Hello and good day to verwe you're listening to us today it is friday 14 may 2021 apologies for the late start today therefore let's get started my name is christian lindman and welcome you to today's global covet 19 press conference simultaneous translation is provided in the six official u.n languages arabic chinese french english spanish and Russian plus portuguese and hindi now let me introduce the participants in the room dr tedros adonam gabrieles wgo director general dr mike ryan executive director for w joel's health emergencies program dr maria van kerkov technical lead on covet 19. dr sumiya swaminathan chief scientist dr marian hilasimao assistant director general for access to medicines and Health products dr bruce elwood special advisor to the director general and the lead on act accelerator with this let me hand over to the director general for the opening remarks dr teddrus thank you thank you christian good morning good afternoon and good evening earlier this week i was vaccinated against covet 19. it was a bittersweet moment On the one hand vaccination is a triumph of science and global solidarity alongside public health measures vaccination is key to controlling this pandemic and i'm very grateful to the health workers at the geneva university hospital who hug for helping me play my part however my thoughts were very much with the health workers around the world Who have been fighting this pandemic for more than a year the fact that so many are still not protected is a sad reflection on the gross distortion in access to vaccines across the globe last september in the economist we warned about the threat of vaccine nationalism and some said we were being alarmist in january i spoke about the potential unfolding Of a moral catastrophe unfortunately we're now witnessing this play out in a handful of rich countries which both up the majority of the vaccine supply lower risk groups are now being vaccinated i understand why some countries want to vaccinate their children and adolescents but right now i urge them to go to reconsider And to instead donate vaccines to kovacs because in low and lower middle-income countries vaccine supply has not been enough to even immunize health and care workers and hospitals are being inundated with people that need life-saving care urgently at present only 0.3 percent of vaccine supply is going to low-income countries trickle down vaccination is not an effective strategy For fighting a deadly respiratory virus india remains hugely concerning with several states continuing to see a warring number of cases hospitalizations and deaths who is responding and has shipped thousands of oxygen concentrators tents for mobile field hospitals mosques and other medical supplies and we thank all the stakeholders for supporting india But it's not only india that has emergency needs nepal sri lanka vietnam cambodia thailand and egypt are just some of the countries that are dealing with spikes in cases and hospitalizations some countries in the americas still have high numbers of cases and as a region the americas accounted for 40 percent of all copied 19 days last week There are also some spikes in some countries in africa these countries are in heightened response mode and who will continue to provide support in all ways possible kovit 19 has already cost more than 3.3 million lives and we're on track for the second year of this pandemic to be far more deadly than the first saving lives and livelihoods with a Combination of public health measures and vaccination not one or the other is the only way out of the pandemic vaccine supply remains a key challenge but this week i have been pleased to see leaders and manufacturers working to address some of these issues first there have been a number of new country announcements about sharing vaccines with kovacs Which is the fastest way to ensure equitable rollout of vaccines second new deals involving tech transfer and sharing of know-how between international manufacturers to scale up vaccine production has been announced and third leaders including the prime minister of spain pedro sanchez have called for all trade barriers to be lifted as soon as possible muchas gracias As we welcome this momentum who has again convinced researchers and scientists from around the world to update the research and innovation roadmap to take stock of what we have learned and identify the most pressing knowledge gaps from the outset of this pandemic who's rnd blueprint for epidemics played a facilitating And coordinating role convening expert networks to drive progress across a range of thematic areas and connecting key funders to focus on identified research priorities in the past 18 months major advances have been made in the understanding of modes of transmission epidemiological trends clinical management development of Point-of-care diagnostics treatments and a large number of vaccines social and behavioral scientists and ethics experts have also worked to ensure that research was up to the highest ethical standards the research forum is being webcast live over two days and i challenged them to deliver complete solutions that take the Development evaluation and deployment of tools from their beginning to their end prioritizing both equity and efficiency i urge them to expand collaboration between expert groups and partners and utilize global research capacity that has not yet been sufficiently leveraged particularly in lower income countries and finally i urge them to further Promote large platform trials across the world this is the fastest way to prove the efficacy of new diagnostics treatments and vaccines it's amazing how far the world has come in less than 18 months but i have high hopes that breakthrough innovation will continue at record pace yesterday i announced the winners of the second wgo health for all film festival And i have been thinking since about the importance of telling stories to increase awareness build solidarity and foster positive change i was struck by how each film winner creatively reflected new situations and different realities highland highlighting challenges but also a way through watching the news sometimes It might seem that the world's problems are intractable but i want you to know that who will keep fighting to defend the health rights of all people everywhere in the world the one thing they had in common was that to beat the challenges of our time we must bridge our divides and craft new stories together this week muslim brothers and sisters Have been celebrating eid al fatir and i want to end by wishing ed mubarak to everyone celebrating stay safe and again aid mubarak christian back to you thank you very much dr tedros this opens the floor to questions from the media and let me start with belisa goggino from the w magazine portugal lisa please unloot yourself Belisa please unmute yourself if you can hear us right we'll come back to you belisa if we don't uh if we can reconnect apparently that opens the floor to kai kopfersmith from science sky please unmute yourself thanks christian thank you um i wanted to ask um all of you about a reaction to the ippr report i mean specifically there's a number of Recommendations in there and i'm curious whether you feel that they are the right recommendations i mean there's the recommendation to restrict the future dgs to one term of seven years there's other recommendations to make the whole more powerful like having standing visas for experts to to allow them to go into countries to investigate outbreaks just in general terms do you Feel that that the report basically you know lays out a roadmap also for who reform for the next few years okay thank you thank you kai on the reports as you rightly said it's not only ippr but we will have a report from ihr review committee we will have a report from iosc the independent oversight advisory Committee so there are sets of recommendations from them as well and there are other platforms also who are sending us recommendations so one thing we need to do is we will pull all these recommendations together and discuss with member states as you know we will have an assembly soon at the end of this this month and then you know all recommendations Will be uh assessed so very difficult now to say to comment on one or or the other recommendations and in addition to the three we're encouraging other stakeholders and you know institutions also to give us ideas and recommendations so that's going to be an incredible process and you know this pandemic is really unprecedented and we have to be open-minded And learn and use the recommendations that are coming to the best we can and to prepare the world in you know for the future thank you thank you very much dr tedros next question goes to agnes pedrero from afp agnes please donate yourself yes good afternoon everybody uh it's a question uh on the u.s uh u.s have just decided uh to waive The mask requirements uh when people are fully vaccinated so i wanted to know what the blitzchill think about that move do you consider it as a safe move or dangerous and is it a recommendation that the blade show plans to do do you plan to to um to waive the mass requirements when people are fully vaccinated and if yes In which conditions thank you thank you very much and we'll hand to dr frank herkoff please thanks very much so as you know um who recommends masks to the use of masks as part of a comprehensive strategy towards controlling covid um part of many different measures that are that are used to prevent the spread um in setting up policies to use masks as part of that strategy it's very Contextual it's about how much virus is circulating around in the country it's about the amount of vaccines and vaccinations that are rolling out it's about the variance of interest the variance of concerns that are circulating we have to keep all of this in mind when thinking about how to adjust the policies associated with the use of masks so it is contextual so all of these Considerations need to be taken into account controlling covid controlling the circulation of cyrus cov2 virus is key no matter what else is happening around if they're variants or not a vaccination is around how much virus is circulating is really important the use of vaccines which vaccines the age of the person the underlying conditions Whether they've had one dose or two dose or fully vaccinated or not all of this needs to be taken into account so it isn't a simple yes or no answer it's about setting that risk based approach and using masks appropriately in the setting i'll remind you that in some countries they've been able to control covet and they've been able to adjust their public health and social measures Including the use of masks without the use of vaccines so i always think of australia and new zealand and i picture people in the stadiums you know going to sporting events and so any adjustment that is made whether it's masks or physical distancing all of these considerations need to be uh put in place you know we're not out of this yet there are Uncertainties ahead because of these virus variants we just have to stay the course do everything that we can first and foremost to prevent infections reduce the spread and save lives just supplementing what maria said because you asked would who be issuing specific advice i think in this case we need to re-emphasize that clearly Getting vaccinated protects you from serious illness and death and in the case of many of the vaccines there that would where the data is available significant impact on your likelihood to infect others or be infected by others but as maria said this is all in the context of the local transmission conditions so in us in australia and new zealand even when there weren't any vaccines People could take the mass off because there wasn't any virus even in situations where you have high vaccine coverage if you've got a lot of transmission then you wouldn't take your mask off so you cannot make one decision without the other in the instance of a country that wishes to reduce the or take away a mass mandate or take away other measures of public health and social measures that should only be Done in the context of considering both the intensity and and of transmission in your area and the level of vaccination coverage now obviously if you have high vaccination coverage you should have low community transmission but we're in a strange period of being transitioning as vaccination coverage increases and as transmission levels go down and we're at the point where many countries are facing a situation where The transmission hasn't completely ended and their people aren't completely vaccinated and that's where we are on the curves one is meeting the other and as long as we can sustain the public health measures as long as we can keep the distance and as long as we can reduce exposure while we get vaccination levels to the highest level then countries will be in a much stronger position when they do get to High vaccine coverage levels to start saying to people you don't have to wear a mask anymore so maria is absolutely correct in that regard so each country will need to look at those two issues our vaccine coverage and the local incidence rate in any given setting as to whether the mandates for public health and social measures can change i Don't know bruce if you have a comment but well thanks for the invitation mike i would i would reinforce what marie and mike have just said and and um you know we've been in previous uh press conferences we've been asked about places that are having uh escalating outbreaks in the face of rising vaccination coverage because they've not reached all of the population there are still other drivers And that's the reality right now you want to be doing everything possible to get your your you want to get your transmission down to as low levels as possible and take advantage of every counter measure every societal behavioral measure one can to do that and countries will make decisions uh for for various important context specific reasons exactly as mike Said and at a global level the world health organization you know the wonderful thing about being an organization of 194 member states is the diversity of what they will do and that learning and the ability to learn there's no complete right or wrong in this crisis we're learning as we go we all are and what's happening in different countries right now as they get higher Vaccination rates will help inform that global policy as we go forward thank you very much all next question goes to simon attibar from today news africa simon please donate yourself thank you for taking my question this time on a table with today news africa in washington d.c i would like the who to react to recent report that a small number of people very small Number of people who had been fully vaccinated have tested positive for the coronavirus i was wondering what that means and how long do various vaccine protect against the virus and if you may allow me on president biden his administration would like to share their studies the astrozenica vaccine is not using now by july i was wondering if the Whomd has called the white house to ask for those vaccine now thank you thank you very much simon and we'll hand to dr sumiya swaminathan yes thank you for that question um i think we need to understand what is expected of vaccines and how they work we are very fortunate that the majority of vaccines that have been developed and tested are highly effective against Preventing disease and particularly against preventing the severe forms of the disease which result in people having to be hospitalized and needing critical care and and ventilation so again majority of vaccines approved till now almost all of them that are being used are accompanied by reductions in the need for hospitalization and definitely in the deaths that occur in the groups that are being immunized However these vaccines are all not 100 percent effective against preventing infection the good news is that they do prevent infection in the range of 70 to 80 percent again from the data that's coming out now from real world studies in countries that are scaling vaccination we are learning more and more about how these vaccines behave at the population level Rather than how they behave at the critical in in clinical trials so we know that they do protect against infection but not completely so you can still get infected you can have asymptomatic or mild illness or even moderate symptoms even after being vaccinated so that's not a complete surprise and again that's why the who has said that vaccination alone is not a guarantee against infection or Against being able to transmit that infection to others it it may be a rare occurrence but it could still occur and that's why we need the other protective measures like the mask wearing and the distancing and so on till countries get to the level at which a large number of people are protected and where virus circulation and the Transmission goes to very low levels as dr ryan was explaining so very few countries are at the point now where they can drop you know these measures by individuals and by governments because there's the viruses at such low levels in most countries we still need to continue to do that what is also important is on the research side is to continue to document The performance of vaccines and so the who has put out guidance on on designs for research studies both for randomized trials when you're testing a vaccine for the first time or comparing different vaccines but also for vaccine effectiveness studies once they're being rolled out we need to study both the effectiveness and the safety of these vaccines and different populations you know peop countries have Used different regimes you know some have used standard duration of the gap between the first and second doors other countries have used longer gaps some have used a mix and match approach for the second dose so all of this if it's documented properly will give us a lot of information and finally i think we also need to continue to Do the studies with the efficacy of the vaccines against the different variants as as we're seeing these different variants emerge and increase in numbers we need to to accompany the effectiveness studies with sequencing of the breakthrough infections so that we can also do an analysis and understand about vaccine of efficacy against particular variants Again at this point in time most of the vaccines in use are effective against severe disease whatever the variant that's circulating in the country but this is an evolving area and we need to to continue to collect high quality information thank you thank you and for part two we'll go to dr bruce elwood thank you very much uh christian and to the point that Samya just made there was a you know sometimes we talk at the population level about the impact of vaccines and the possibility of breakthrough transmission etc there was a very nice piece actually yesterday by a journalist actually had been fully vaccinated did actually get the disease and then uh just contrasted his situation with another person at a very similar Age a situation to that he did it was a science journalist who wrote a very nice piece and just contrasted the clinical course that they made and really brought to life that while he may still get infected he thinks it was the vaccine that probably saved his life and and a journalist with a lot of experience in science reporting i i thought it was an interesting piece to see it at that human level in terms Of that second issue about uh donations of vaccines and whether we're in touch with uh with countries that have uh the potential to donate to kovacs in particular yes absolutely i think there's a specific question simon you had are we in touch with the united states and absolutely and we have been for some time and the u.s has been absolutely fantastic in reaching out to Us as well it's a two-way conversation about how to optimize the use of potential uh doses and this is not an issue unique to that country we're in conversations with many many countries that have potentially can provide some of their doses and we have to be careful because we often talk about excess or surplus doses and you know these countries all um explain Like we talked about last week with sweden that no one has surplus doses everyone's trying to use as all of their doses to the greatest possible impact but they recognize that sharing those doses may help ensure greater impact overall and in that regard what countries are looking at is you know how could they have to get a greatest reach guess get to the most Countries and that is through kovacs we've gotten to 122 countries some of the most disadvantaged how can they get out there as fast as possible and clearly that's through kovacs after the french signed the agreement within 24 hours the doses were in the target country we were working out with mauritania how can the highest possible impact and most equitable distribution again through kovacs we have that global View through the kovacs facility to ensure that countries that aren't receiving enough doses to reach their health care workers reach their older populations can reach them so that's the conversation simon it's with a very broad range of countries it's an ongoing discussion and uh you know with the united states in particular they've highlighted that they want to be ready when the doses are Ready because there is still you know there's this idea that there's a huge stockpile sitting somewhere but there's a lot of work to releasing batches ensuring that all they've been through all the steps necessary so we're working in parallel to ensure when doses can flow they go as fast as possible to have as high an impact as possible in many as many places as possible Thank you thank you very much dr edward next question goes to nikolai warrening from the bbc world service nikolai please note yourself hello thank you for taking my question uh i'm going to ask about postcode syndrome which is mounting pressure on healthcare system uh all around the world and people keep suffering tremendously from consequences Months after official recovery in the usa they suggest classifying postcode syndrome as a disability what's who position on that and as a follow-up what do you know for sure um scientists know for sure about what causes long coverage postponing syndrome and what other perspectives possible outcomes thank you thank you very much nikolai over to dr van kerkov Yeah thank you i'll start this is a this is a really good question and it's a huge area of work right now your question was what do we know for certain and i can say we don't know anything for certain but there is a lot of research that's underway for individuals who have been infected with the sars cov2virus as you know there are some people who have an acute infection they recover from that infection That come recover from that illness that disease that they've had and they're individuals who are suffering from some long-term effects we're working with our clinical management group our rehab group brain health mental health many many many different disciplines are working together to understand this post-covet syndrome you know even to just define it to put boundaries around what it is and what it Isn't requires a lot of research dr tedros and i and others have met with patient groups for almost a year now maybe not quite a year and they have asked for recognition that this is a real thing and it is a real thing we're trying to better define the case definition what it is there have been several seminars that we've had workshops that we have had with researchers around the world from Many different disciplines because this affects many different organs to define postcovid syndrome making sure that we have good research that is uh cohort studies that are following individuals who may not have had a diagnosis early on in the pandemic because testing wasn't up uh up uh wasn't as widespread as it needed to be in the beginning for Example but we want to make sure that these cohorts of individuals cover areas around the world that they don't just cover patients from high income countries so we're working to set up these studies these multi-center studies looking at the long-term effects and what it actually means and then lastly to make sure that we could have good rehabilitation what does Rehabilitation need and and how do we tailor that to make sure that people receive the care that they need whether they had a diagnosis or not so there's a lot of work that is underway we do know that this is real we do know that this affects many different organs but we're trying to do is to have good systematic data collection to be able to Inform the treatments protocols the rehab protocols so that anyone can get the care that they need around the world but really this is a this is a dangerous virus there's a lot that we need to learn from this this teaches us that even though some people may have what what is classified as a mild disease there may be a short-term Disease and then there may be some long-term effects so we really need to do what we can to study this to make the best treatment policies rehab policies as we can thank you very much dr van kerkov next question goes to priti putnik from geneva hellfires pretty please unmute yourself hi uh good afternoon uh thanks for Taking my question uh this is about uh rendezvous we see that a lot of people in india are using up precious resources they have to buy up a drug that who has said is not effective for treatment of covet 19 in hospitalized patients um and it's a bit puzzling because a number of countries are also donating doses of reserve and we also understand that the company Is expanding production um could you comment on this thanks thank you very much pretty just looking around who may want to start dr swaminathan please yeah thank you preethi i can start and others might want to come in um you know the area of therapeutics and treatments for kobit 19 obviously is is of great interest to people and unfortunately has not been you know with as much dramatic progress As we've seen in the vaccines or even in the diagnostics for example so while a large number of clinical trials you know have been done and are ongoing we're tracking something like 9 000 clinical trials in our registry uh they've been very few large trials which have which have given concrete results on on on some drugs and and i think the first one and still i think the most Important one is the role of steroids corticosteroids and dexamethasone in the treatment especially of uh severe covid uh severe and critical cases of covid19 those who require oxygen and those who require ventilation benefit there's a mortality benefit the um solidarity trial is probably the largest trial in the world to have testosterone deserve All the other trials there are four or five others much much smaller and also the solidarity trial was able to look at mortality because it's a large trial and mortality is really the end point that most clinicians and patients would want to see an impact on and as far as ramdas severe and impact on mortality was concerned there was no difference in this large trial and also in the Meta-analyses compared to the control group so this is why the who guideline development group which is a completely independent group of experts nothing to do with the research group and which looks at evidence that synthesized across all of the different studies done across the world and as you know we we now perform something called a living meta-analyses And a network meta-analyses which looks at the impact of different drugs when they're used in combination or alone found that rem decived did not have a benefit in terms of mortality or in terms of deterioration what it did do in a in the trial conducted by the nih was it reduced hospitalization duration so so one has to look at the benefits versus the costs of a drug and that's again Depends on the country context some countries reducing hospitalization by four days would be an advantage in other countries that is not the major driver and it should be based more on the impact on patient outcomes which is again mortality or deterioration so our guideline at the moment recommends against the use of rem decived will look at emerging Evidence and update our guidelines as it becomes available but i think it's important for physicians and doctors to be aware of the latest uh evidence and to use it in very whichever drug it is to use use it judiciously and wisely and at the right uh time and and also to look at the benefit versus the cost so obviously every country Makes their own treatment guidelines based on the evidence that's available and based on their local context and so we would leave it to the country to adopt who's guidelines and adapt them as they see fit but there really needs to be analysis of benefits and cost costs when a drug is being used to treat covet 19. and again it's steroids it's antithrombotics and it's oxygen Oxygen is probably the most essential and the most life-saving right now of all the drugs and all countries need to be prepared now with the oxygen supplies that they're going to need if and when cases go up thank you and dr mike ryan please yeah thank you samia and just re-emphasize point this isn't just in relation to drugs like rhyme disorder This also relates to drugs like ivermectin and others and the majors issued guidance on that and manufacturers themselves official strong guidance saying please use our drug for the proper reasons and using the proper evidence and also i think this is one of these situations where you need to use the right drug at the right time in the right patient And that's why primary health care and having trained doctors and nurses in the front line of a health service that can do a proper clinical examination of a patient and decide which drug which care that patient needs that's what's missing in our health systems yes we're missing commodities but our systems are also missing capability the capacity to triage patients the capacity to treat patients the capacity to diagnose Those patients and beyond the diagnosis of co-word is to assess the severity of that disease in that patient and ensure they get the proper care an example of this would be something like dexamethasone which is a powerful steroid which is called a powerful anti-inflammatory that drug is life-saving when given at the right time in the right patient Because it doesn't stop the virus it stops the dramatic inflammation that results in oxygen not transferring into the blood and when that stops and you have inflammation and a person can't get oxygen from their lungs to their blood the combination of oxygen given by a mask or ventilator with dexamethasone can be absolutely life-saving but that virus or dexamethasone or Steroids don't stop the virus giving steroids very early in the course of disease to otherwise well people has its own side effects and can be detrimental so again i would just appeal that we need to have a health-centered approach to this and just using pharmacies to get cocktails of drugs on in the hope that these drugs may help you i understand the The i understand the instinct and everyone wants to help their own family and everybody wants to to access the best possible health care but these drugs are tools and like all tools they can have great benefit but they can also hurt you if they're not used properly and doctor from cargo yeah sorry so i'm gonna i'm gonna come in as well because it's such an important question um uh both suemia and mike mentioned Oxygen so oxygen is something that is life-saving medical oxygen is life-saving and who and partners have been working around the world to scale up oxygen availability in countries this is a work in progress because this is a medicine this is a treatment that does not have a substitute we've recently launched a website i think it was launched even today Around some technical consultations around the medical use of oxygen these are for medical providers to be able to give this life-saving medicine to people who are sick with covet but not just covered with pneumonia with other life-threatening diseases but the most important thing that every single one of us can do in in terms of keeping ourselves safe is prevention so if you could prevent Yourself from being exposed to this virus you prevent yourself from getting infected in the first place that's the best medicine of all and so anything that you can do to keep yourself safe do it because it's so much easier to keep yourself alive through all of this if you are not infected with this virus once we get to the point if someone is Infected entering that clinical care pathway that early initial assessment to have your oxygen checked with one of those oxygen saturation to see what type of clinical care you need this is really critical and then we have medicines like dexamethasone for people who are severe and critical but it's really about as much as we can about prevention so do what you can keep yourself safe Keep your loved ones safe know what your risk is every day throughout your day and take steps to lower the risk of being exposed to this virus in the first place thank you all very much next question goes to sophie mcqueen from sabc sophie please unmute yourself thank you i just want to ask you a question around the current developments in Countries such as south africa for a year we've dealt with uh first wave second wave now people are fearing a third wave and because of what we saw during the second wave when there was this new variant the fears now that we are likely to have another variant when we ex when we experience uh the third wave particularly at the peak of the Circus and already south africans are panicking the numbers are rising have you detected something in sub-saharan in terms of the rising numbers and this fear of a new variant that's likely to be detected if we go to a dead wave as people who are experienced in these issues what's your view are we likely to see a new variant Thank you very much sophie handing over to dr vankakov uh thanks sophie for your question um your question the way that you posed it was about a fear of a third of a third peak or a third wave in south africa one of the things i'm most impressed with in south africa is the ability to get through that first peak that first wave or that second peak of that second wave You know what to do the country knows what to do in terms of detection the sequencing capacity across south africa has increased dramatically over the course of this pandemic the scientists across the country who are sequencing using intelligent sequencing of samples around the country supporting other countries on the continent for sequencing where they don't have Capacities themselves sharing of that information in fact many of the scientists have been working directly with us with our virus evolution working group sharing their findings about what is circulating what these virus variants which mutations are being detected and what it means carrying out the research to look at transmission severity neutralization all of that so the capacities in country For detection are strong the work around the use of public health and social measures again you in south africa detected the b1351 and um that was a that is a variant of concern um showing us that the application of public health and social measures could drive transmission down so what i would hope is that that fear is really turned into something productive just be at the ready you know you have The systems in place to be vigilant to be at the ready to know what to look out for to know what the warning signs are in case there is a slight upsurge we are all of us you know living in a globally connected world variants are circulating more variants will certainly be detected but we know what to do so we need to be ready to detect be ready to quickly act put in those Measures in place so that any slight increase any of these cases or clusters do not turn into community transmission having an engaged population to know what to do is part of this army so to speak to fight against this virus so i think you know you in in the country people around the country researchers around south africa have taught us have taught the world What to do and we need to constantly learn from each other so what we are seeing in other countries can be adopted in south africa and vice versa so i would i would like to see that fear be turned into something productive turned into something of strength because i think you know what the country knows what it needs to do to be able to detect and respond to any virus thank you and dr please yeah and just to Follow up and commend south africa public health authorities and researchers and others uh south africa showed away at the end of last year beginning of this year when we were confronted with a large wave uh with the the detection of a of a of a new variant and there was a lot of concern at that time south africa controlled that wave of disease which included a significant transmission with that Variant by applying the same measures that had for the first wave um and it didn't have the access to vaccine to do that so it it clearly demonstrates that good surveillance knowing where your problem is at some national level understanding and intensity of community matching your public health and social measures to the local need keeping your eye on the big picture at National and global level investing in surveillance and linking that to genomic surveillance and again south africa is one of the leading lights in the world and been able to link real-time genomic surveillance to public health action and congratulations for that and it's putting all of those things together that's allowed south africa to keep this under control but south africa also faces its own problems with Health access and and we have many many people living in conditions in which this virus could spread very easily so constant vigilance is needed but i do think we should take a moment to recognize when countries get it right and when they apply all of the resources that are at their disposal even though those resources are not perfect and use public health tools to the best Possible benefits of population doctor swimming i just wanted to add that you know we had professor abhijeet banerjee today the economics nobel laureate speak at the research forum and he talked about the economic impact of this pandemic and the impact on poverty and on the lives of people who were already living on the edge you know who've been further impacted and Particularly when countries have had to put in stringent measures and shut down live normal life people who earn a daily wage living are the ones who get affected uh you know migrants and and others who have to go to work every day so he suggested several initiatives several actions that governments could and should take To protect those to make sure that people are not starving that people children are not going to get undernourished you know and and he you know he called it good economics but it's also the right thing to do and so i would invite people to listen to this talk which is going to be up on our uh on a youtube channel it's being broadcast live now but it's going to be there and we've had some excellent uh talks Also by you know michelle bachelet the un high commissioner for human rights uh professor peter singer well-renowned philosopher and ethicist really talking not just the pure science of it but also how it's impacted people and what we need to do to address their other needs thanks i just want to follow up on that because i think it's worth speaking and saying more the research and development blueprint for epidemics and all the Partners in it uh in nwho sumiya's team and my we call lead on the project but the real driver are those thousands and thousands of we were just remarking before the meeting sumiya just how this group had grown from hundreds to thousands and thousands of scientists around the world working together across so many different areas and Coming together unselfishly to share knowledge um and knowledge is power when it comes to this virus so we just again like to thank all of our partners who are they're not listening to this press conference thank god they're all upstairs talking about really important stuff like understanding how better to control this virus And for the next year and laying out the roadmap and i'd like to thank sumia for her leadership in this and i do think this demonstrates that you have to if you can link science to action we do it here through the work that sumi leads in science and marie angela on on technology and pre-qualification and and and myself and so many others uh our organization is only The best when it brings together the power of science the power of public health practice the power of health systems and the power of our capacity to respond quickly so it's it's a it's a really impressive thing to see and point you all to go look at that conference when it's rebroadcast thank you very much uh all looking at the time i think we can squeeze in one More last question as we started late and that would be latika burke from sydney morning herald latica please admit yourself thank you always lucky last um in april the who released a statement following the seventh meeting of the ihr emergency committee one of those temporary recommendations he made to state parties was to quote reduce the financial burden on international travelers for the measures Applied to them for the protection of public health the eeg testing isolation warranty and vaccination and so i wanted to ask you in the context of hotel quarantine where countries require this to enter the country should the governments or the citizen be paying for that because dr mike ryan i know we've talked before about vaccine Passports leading to huge inequity it strikes me that this is actually something that's going to become a public health measure but actually trap people in terms of their own financial circumstances if they can't travel for urgent pressing needs and say even separate medical health care in their home countries thank you very much dr ryan yes thanks it's a complex Question because there are obviously very severe resource implications for specifically around issues like quarantine for travelers arriving in the country and dr neddress and roglo is with us as well and edward may be able to comment on this as well i think the recommendation in general from the ihr is that and this is a general principle in the ihr is that the traveler in the case of Restrictions should not suffer economically from measures that are used to improve and protect the health of population as a whole because that then is unfairly burdening and individual with the costs of a public health action so when you when you go into quarantine because you're a case in a country you should get the support of the Government and not have to pay for that if you're put in a quarantine hotel let's say you're a case in a country and there's a quarantine hotel or somewhere where you go you're a contact and there's a quarantine hotel if you're a citizen and you're a contact and you go to a hotel and then someone charges you for the stay then that's that's that you'd imagine the state would pay for that it's not so clear when visitors are Coming from the country outside because they're non-citizens but the purpose of the measure is to protect the citizens of the country in which the other person is entering that's the stated purpose so in that sense what has to be worked out is who should bear the burden of that protection the state doing the protection of his own citizens or the traveler coming into the country And countries have policies for entry and if if people breach those policies of entry uh then the state could turn and say well you've entered on false pretense therefore you must cover the cost of your quarantine but if someone is entered on with full disclosure and someone has entered with full disclosure within the policies of the Country then what i think the committee were saying to governments that they really do need to consider that they should be covering the cost of that but that is very difficult not all countries can do that so therefore it's a recommendation for the committee that all states should seriously consider the arrangements they put in place how those arrangements were put in place and the Fairness of those arrangements vis-a-vis the traveler because one of the the principles underpinning the ihr is that with the maximum amount of effort to reduce the international spread of disease with the minimum impact on those who are traveling and trading and therefore we have to balance those two within that with the primary interest being in the public health Nedwit if you'd like to add microphone please thank you thank you very much mike you covered most of it but maybe two points they repeated this this recommendation during their last meeting due to two reasons actually one is the standardized approaches they would like to have harmonized standardized approach not only to to to costing and and who pays for it but also to the Overall travel restrictions as well all requirements in terms of vaccination testing and quarantine and the other area they would like to really emphasize is that this should not further push the inequities so that has to be one of the areas that needs to be protected by by some of the mechanisms thank you very much and that was uh dr nedward emiroglu co-chair of the double joe secretariat To the commission thank you with this we reached the end of today's press conference and again sorry for starting late thank you all for your participation we will be sending the audio files and dr teddra's remarks right after the press conference and the full transcript is again available as of tomorrow if you have any follow-up questions please send an email to media inquiries At www.int and apologies to all those who we didn't get to today many thanks and heading over to dr tedros for the final remarks thank you christian and thank you to all colleagues from the media for joining us today and see you in our upcoming presser and bon weekend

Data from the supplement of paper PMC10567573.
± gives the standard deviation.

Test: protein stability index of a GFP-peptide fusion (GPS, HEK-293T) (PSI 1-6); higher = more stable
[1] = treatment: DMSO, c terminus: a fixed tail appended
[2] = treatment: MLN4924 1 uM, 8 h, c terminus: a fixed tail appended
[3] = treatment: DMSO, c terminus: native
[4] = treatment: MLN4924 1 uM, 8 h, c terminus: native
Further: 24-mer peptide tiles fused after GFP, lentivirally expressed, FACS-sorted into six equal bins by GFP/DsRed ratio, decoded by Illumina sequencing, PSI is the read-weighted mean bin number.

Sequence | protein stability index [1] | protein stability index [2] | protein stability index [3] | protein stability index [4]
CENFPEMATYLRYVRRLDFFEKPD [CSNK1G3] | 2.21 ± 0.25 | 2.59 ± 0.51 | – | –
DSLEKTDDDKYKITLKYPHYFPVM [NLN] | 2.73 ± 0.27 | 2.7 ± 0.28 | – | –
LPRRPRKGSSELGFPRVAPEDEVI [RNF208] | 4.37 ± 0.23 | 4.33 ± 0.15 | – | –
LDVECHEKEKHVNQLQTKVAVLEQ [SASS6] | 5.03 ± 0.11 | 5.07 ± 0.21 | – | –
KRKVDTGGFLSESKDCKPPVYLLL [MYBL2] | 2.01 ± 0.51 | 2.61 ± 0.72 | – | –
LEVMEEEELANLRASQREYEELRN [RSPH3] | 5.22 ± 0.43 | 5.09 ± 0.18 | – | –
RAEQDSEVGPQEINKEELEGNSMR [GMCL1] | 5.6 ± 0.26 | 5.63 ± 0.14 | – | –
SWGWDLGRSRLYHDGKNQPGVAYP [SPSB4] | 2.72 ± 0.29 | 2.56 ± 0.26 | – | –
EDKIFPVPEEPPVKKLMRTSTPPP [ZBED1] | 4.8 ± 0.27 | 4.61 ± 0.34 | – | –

Like it? Make YTScribe even better by leaving a review